Written by Seth Walsh-Blackmore
A double-blind, international, multi-center RCT of septic adult ICU patients found an increased risk of death or persistent organ dysfunction at 28 days with a high dose IV vitamin C (HDIVVC) regimen.
Why does this matter?
There is a clinical rationale for why vitamin C should benefit critically ill patients with sepsis. However, subsequent trials have been equivocal at best. A recent meta-analysis suggested acceptable safety and possible mortality benefit of HDIVVC, with the caveat that more robust RCTs were needed. Well, here we have one!
Not C-ing a reason to LOVIT
This was a randomized, placebo-controlled, double-blinded study of 863 septic adult ICU patients recruited from 35 centers across Canada, New Zealand, and France. Additional criteria were <24 hours in the ICU, a vasopressor requirement, and no contraindication to or prior receipt of vitamin C. The intervention was 50 mg/kg IV boluses of vitamin C (in D5W or NS) every six hours for 96 hours. The authors exceeded the enrollment goal of their power analysis, and 96.7% of the patients enrolled received at least 90% of the scheduled doses.
The primary outcome was a composite of death, continued vasopressor requirement, mechanical ventilation, or renal-replacement therapy on trial day 28. This occurred in 44.5% of the vitamin C group and 38.5% of the placebo group (Risk Ratio 1.21 (95%CI 1.04-1.40). An after-adjustment analysis of the primary outcome for baseline characteristics found a RR of 1.15 (95%CI 0.90-1.47). Secondary outcomes, including death at 6 months and days without signs of organ dysfunction, lacked a significant difference.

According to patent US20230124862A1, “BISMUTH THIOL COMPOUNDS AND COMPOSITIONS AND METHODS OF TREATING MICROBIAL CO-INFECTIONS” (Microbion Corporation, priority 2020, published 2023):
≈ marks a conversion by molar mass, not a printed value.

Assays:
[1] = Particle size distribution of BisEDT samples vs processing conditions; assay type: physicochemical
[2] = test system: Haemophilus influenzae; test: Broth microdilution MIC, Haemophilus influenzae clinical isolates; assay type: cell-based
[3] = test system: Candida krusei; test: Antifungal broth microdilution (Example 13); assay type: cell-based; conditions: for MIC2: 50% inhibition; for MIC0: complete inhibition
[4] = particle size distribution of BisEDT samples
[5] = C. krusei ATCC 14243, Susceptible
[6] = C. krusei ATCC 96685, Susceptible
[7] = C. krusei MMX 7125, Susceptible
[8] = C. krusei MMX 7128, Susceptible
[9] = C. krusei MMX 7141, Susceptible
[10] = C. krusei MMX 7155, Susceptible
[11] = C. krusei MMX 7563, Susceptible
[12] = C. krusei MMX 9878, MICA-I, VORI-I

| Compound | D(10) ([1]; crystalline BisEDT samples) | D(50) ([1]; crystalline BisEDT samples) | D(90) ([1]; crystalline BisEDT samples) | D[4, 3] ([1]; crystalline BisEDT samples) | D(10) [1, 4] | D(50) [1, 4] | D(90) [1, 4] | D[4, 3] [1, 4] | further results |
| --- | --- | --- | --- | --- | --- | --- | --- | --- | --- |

We can confidently say HDIVVC does not improve meaningful clinical outcomes in septic ICU patients. The risk of harm is less clear but is likely moot, as there is no other indication for vitamin C in sepsis. This was a vitamin C-only regimen, a successor to the CITRIS-ALI trial. LOVIT is not direct evidence against “metabolic resuscitation” (aka HAT therapy – hydrocortisone, ascorbic acid, and thiamine). Still, RCTs using this regimen failed to produce the benefit observed in earlier retrospective studies. I would argue it’s time to move on, perhaps examining early vs. late escalation strategies with established sepsis interventions, which may be why metabolic resuscitation has been found effective in some studies.
For a review of the rationale and earlier studies that have driven more recent trials, see our friends at PulmCrit.
Intravenous Vitamin C in Adults with Sepsis in the Intensive Care Unit. N Engl J Med. 2022 Jun 23;386(25):2387-2398. doi: 10.1056/NEJMoa2200644. Epub 2022 Jun 15.